After years of being undercut by cheaper streaming TV boxes, Boxee is changing course.
The company has discontinued its Boxee Box, a $180 device that streamed Internet sources such as Netflix and Pandora to televisions. In its place, Boxee will sell a new device called Boxee TV, which mainly acts as a DVR (digital video recorder) for broadcast channels. The Boxee TV hardware will cost $99, and DVR service will cost $15 per month.
Unlike TiVo and DVRs from cable providers, Boxee TV only works with over-the-air broadcasts–the kind you need rabbit ear antennas to get–or with basic cable. That means it’s limited to channels such as ABC, CBS, Fox, NBC and PBS, but the overall cost of service is a lot cheaper than a full-pay digital cable or satellite TV package with DVR service.
Boxee TV has no internal storage. Instead, recordings are stored online with no storage limits. This allows users to stream their recorded shows to any device, including phones, tablets and PCs. The downside to cloud storage is that it requires a lot of bandwidth and, presumably, time to upload and download all that video.
Boxee isn’t completely abandoning streaming video. The Boxee TV will come pre-installed with apps such as Netflix, Pandora, Vudu, YouTube and Vimeo, but it’s a far cry from the Boxee of old, which was open to all developers and brought together an eclectic mix of online video sources. (Before selling the Box, Boxee got its start by offering free desktop software, but discontinued it in January.)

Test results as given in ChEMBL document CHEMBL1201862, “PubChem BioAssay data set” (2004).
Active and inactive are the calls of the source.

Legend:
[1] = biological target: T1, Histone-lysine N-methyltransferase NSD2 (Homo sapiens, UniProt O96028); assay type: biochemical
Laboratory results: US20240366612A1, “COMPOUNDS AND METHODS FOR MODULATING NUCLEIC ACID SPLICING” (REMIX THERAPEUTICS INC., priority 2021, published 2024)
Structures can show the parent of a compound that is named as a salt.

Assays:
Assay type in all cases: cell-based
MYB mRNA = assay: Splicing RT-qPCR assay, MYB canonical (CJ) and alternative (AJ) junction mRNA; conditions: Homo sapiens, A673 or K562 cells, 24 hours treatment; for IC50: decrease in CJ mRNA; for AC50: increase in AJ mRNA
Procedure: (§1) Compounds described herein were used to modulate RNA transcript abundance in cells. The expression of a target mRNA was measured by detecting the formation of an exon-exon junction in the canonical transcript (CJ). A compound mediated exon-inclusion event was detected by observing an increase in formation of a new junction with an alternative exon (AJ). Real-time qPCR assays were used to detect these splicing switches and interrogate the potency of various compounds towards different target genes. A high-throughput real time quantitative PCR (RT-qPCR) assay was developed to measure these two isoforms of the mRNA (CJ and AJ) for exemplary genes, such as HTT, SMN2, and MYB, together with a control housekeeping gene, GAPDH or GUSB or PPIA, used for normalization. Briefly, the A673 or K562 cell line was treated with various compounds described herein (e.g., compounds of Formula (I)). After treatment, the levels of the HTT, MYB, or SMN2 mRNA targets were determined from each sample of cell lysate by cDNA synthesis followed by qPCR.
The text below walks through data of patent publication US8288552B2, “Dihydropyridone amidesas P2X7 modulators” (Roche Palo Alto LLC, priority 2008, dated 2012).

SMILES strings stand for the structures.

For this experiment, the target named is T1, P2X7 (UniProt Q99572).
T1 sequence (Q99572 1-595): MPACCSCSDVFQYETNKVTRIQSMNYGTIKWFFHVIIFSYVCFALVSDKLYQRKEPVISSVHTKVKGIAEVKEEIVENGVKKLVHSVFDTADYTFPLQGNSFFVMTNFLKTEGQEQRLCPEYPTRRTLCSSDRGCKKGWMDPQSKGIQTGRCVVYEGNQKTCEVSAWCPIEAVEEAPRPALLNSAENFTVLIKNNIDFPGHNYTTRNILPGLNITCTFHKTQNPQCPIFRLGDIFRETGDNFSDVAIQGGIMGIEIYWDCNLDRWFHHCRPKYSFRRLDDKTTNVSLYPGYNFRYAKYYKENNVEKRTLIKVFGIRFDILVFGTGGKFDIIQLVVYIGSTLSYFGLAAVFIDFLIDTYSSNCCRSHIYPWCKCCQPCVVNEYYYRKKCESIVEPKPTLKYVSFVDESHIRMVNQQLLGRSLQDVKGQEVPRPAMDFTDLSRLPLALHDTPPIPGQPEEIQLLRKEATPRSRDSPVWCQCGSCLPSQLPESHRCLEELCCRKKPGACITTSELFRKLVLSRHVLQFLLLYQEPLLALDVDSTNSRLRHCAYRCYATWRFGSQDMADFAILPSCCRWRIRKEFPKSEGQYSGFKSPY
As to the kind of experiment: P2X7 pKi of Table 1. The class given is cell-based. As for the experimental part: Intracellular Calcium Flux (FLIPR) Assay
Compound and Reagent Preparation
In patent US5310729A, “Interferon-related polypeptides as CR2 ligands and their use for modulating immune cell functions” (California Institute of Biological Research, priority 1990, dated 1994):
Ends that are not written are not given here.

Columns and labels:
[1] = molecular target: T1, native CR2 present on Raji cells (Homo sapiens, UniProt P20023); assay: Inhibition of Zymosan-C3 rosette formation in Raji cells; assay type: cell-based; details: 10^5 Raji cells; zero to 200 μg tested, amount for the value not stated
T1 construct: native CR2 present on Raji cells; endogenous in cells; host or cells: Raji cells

It’s a necessary change for Boxee given how fierce the competition has become. Internet streaming boxes from Roku and Netgear start at $50, while Apple TV and Vizio’s Co-Star Google TV box both cost $100. Many high-end televisions now have app stores, and game consoles have been cultivating their own streaming apps. There isn’t much room for a $180 box with essentially the same functionality. Although Boxee users will surely feel burned by the company’s reboot, I’m at least happy that Boxee is sticking to its cord-cutter roots with a box designed to save money over cable or satellite TV.
But even in the broadcast DVR space, Boxee isn’t alone. Just this week, a new product called Simple.TV went on sale. Simple.TV doesn’t store recordings in the cloud, but instead requires users to plug in their own external storage. It doesn’t connect directly to a television, but instead streams its broadcasts over a home network to other devices, including Roku, PCs, Macs, iPhones and iPads. At $149, the up-front cost is higher than Boxee TV, but there are no recurring charges unless you want pay $60 per year for a few advanced features such as remote streaming and automatic series recording.
The competition from two start-ups is a sign that cord-cutting is becoming more popular, so while Boxee is admitting defeat on its original approach to hardware, at least it’s found a way to offer something different. The Boxee TV will be available in November.